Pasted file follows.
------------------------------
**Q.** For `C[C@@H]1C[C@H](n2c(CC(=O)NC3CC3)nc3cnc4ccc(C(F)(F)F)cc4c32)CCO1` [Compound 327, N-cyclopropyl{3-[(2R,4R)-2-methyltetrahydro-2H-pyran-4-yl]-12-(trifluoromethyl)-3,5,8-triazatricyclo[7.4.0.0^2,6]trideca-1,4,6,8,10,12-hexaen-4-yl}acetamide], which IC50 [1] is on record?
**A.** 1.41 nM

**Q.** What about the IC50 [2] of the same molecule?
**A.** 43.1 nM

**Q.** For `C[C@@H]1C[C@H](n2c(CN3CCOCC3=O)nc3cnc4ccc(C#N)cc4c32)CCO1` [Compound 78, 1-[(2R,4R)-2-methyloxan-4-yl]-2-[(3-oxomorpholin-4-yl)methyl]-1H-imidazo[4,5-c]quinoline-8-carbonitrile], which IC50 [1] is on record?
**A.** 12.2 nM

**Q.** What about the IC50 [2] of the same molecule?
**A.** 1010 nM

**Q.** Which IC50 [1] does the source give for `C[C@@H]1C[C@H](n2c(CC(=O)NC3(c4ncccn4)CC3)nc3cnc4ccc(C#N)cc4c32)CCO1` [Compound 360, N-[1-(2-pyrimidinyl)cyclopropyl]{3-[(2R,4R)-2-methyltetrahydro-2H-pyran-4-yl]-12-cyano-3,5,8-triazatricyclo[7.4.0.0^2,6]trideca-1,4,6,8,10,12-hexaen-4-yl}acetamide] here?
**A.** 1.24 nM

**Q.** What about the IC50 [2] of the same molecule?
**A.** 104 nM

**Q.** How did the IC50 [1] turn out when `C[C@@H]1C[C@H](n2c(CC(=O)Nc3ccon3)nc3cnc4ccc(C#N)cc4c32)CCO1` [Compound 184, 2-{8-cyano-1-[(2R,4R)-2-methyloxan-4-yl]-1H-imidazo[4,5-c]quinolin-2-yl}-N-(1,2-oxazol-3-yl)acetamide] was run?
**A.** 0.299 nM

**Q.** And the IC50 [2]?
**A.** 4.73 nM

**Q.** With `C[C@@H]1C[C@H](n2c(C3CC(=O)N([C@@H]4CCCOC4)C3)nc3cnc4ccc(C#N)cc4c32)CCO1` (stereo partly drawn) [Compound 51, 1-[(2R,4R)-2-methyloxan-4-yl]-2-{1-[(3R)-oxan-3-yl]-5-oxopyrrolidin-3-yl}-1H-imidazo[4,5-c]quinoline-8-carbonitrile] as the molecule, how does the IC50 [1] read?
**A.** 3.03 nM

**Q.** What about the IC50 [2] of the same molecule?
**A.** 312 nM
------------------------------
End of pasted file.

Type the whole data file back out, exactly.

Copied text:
**Q.** For `C[C@@H]1C[C@H](n2c(CC(=O)NC3CC3)nc3cnc4ccc(C(F)(F)F)cc4c32)CCO1` [Compound 327, N-cyclopropyl{3-[(2R,4R)-2-methyltetrahydro-2H-pyran-4-yl]-12-(trifluoromethyl)-3,5,8-triazatricyclo[7.4.0.0^2,6]trideca-1,4,6,8,10,12-hexaen-4-yl}acetamide], which IC50 [1] is on record?
**A.** 1.41 nM

**Q.** What about the IC50 [2] of the same molecule?
**A.** 43.1 nM

**Q.** For `C[C@@H]1C[C@H](n2c(CN3CCOCC3=O)nc3cnc4ccc(C#N)cc4c32)CCO1` [Compound 78, 1-[(2R,4R)-2-methyloxan-4-yl]-2-[(3-oxomorpholin-4-yl)methyl]-1H-imidazo[4,5-c]quinoline-8-carbonitrile], which IC50 [1] is on record?
**A.** 12.2 nM

**Q.** What about the IC50 [2] of the same molecule?
**A.** 1010 nM

**Q.** Which IC50 [1] does the source give for `C[C@@H]1C[C@H](n2c(CC(=O)NC3(c4ncccn4)CC3)nc3cnc4ccc(C#N)cc4c32)CCO1` [Compound 360, N-[1-(2-pyrimidinyl)cyclopropyl]{3-[(2R,4R)-2-methyltetrahydro-2H-pyran-4-yl]-12-cyano-3,5,8-triazatricyclo[7.4.0.0^2,6]trideca-1,4,6,8,10,12-hexaen-4-yl}acetamide] here?
**A.** 1.24 nM

**Q.** What about the IC50 [2] of the same molecule?
**A.** 104 nM

**Q.** How did the IC50 [1] turn out when `C[C@@H]1C[C@H](n2c(CC(=O)Nc3ccon3)nc3cnc4ccc(C#N)cc4c32)CCO1` [Compound 184, 2-{8-cyano-1-[(2R,4R)-2-methyloxan-4-yl]-1H-imidazo[4,5-c]quinolin-2-yl}-N-(1,2-oxazol-3-yl)acetamide] was run?
**A.** 0.299 nM

**Q.** And the IC50 [2]?
**A.** 4.73 nM

**Q.** With `C[C@@H]1C[C@H](n2c(C3CC(=O)N([C@@H]4CCCOC4)C3)nc3cnc4ccc(C#N)cc4c32)CCO1` (stereo partly drawn) [Compound 51, 1-[(2R,4R)-2-methyloxan-4-yl]-2-{1-[(3R)-oxan-3-yl]-5-oxopyrrolidin-3-yl}-1H-imidazo[4,5-c]quinoline-8-carbonitrile] as the molecule, how does the IC50 [1] read?
**A.** 3.03 nM

**Q.** What about the IC50 [2] of the same molecule?
**A.** 312 nM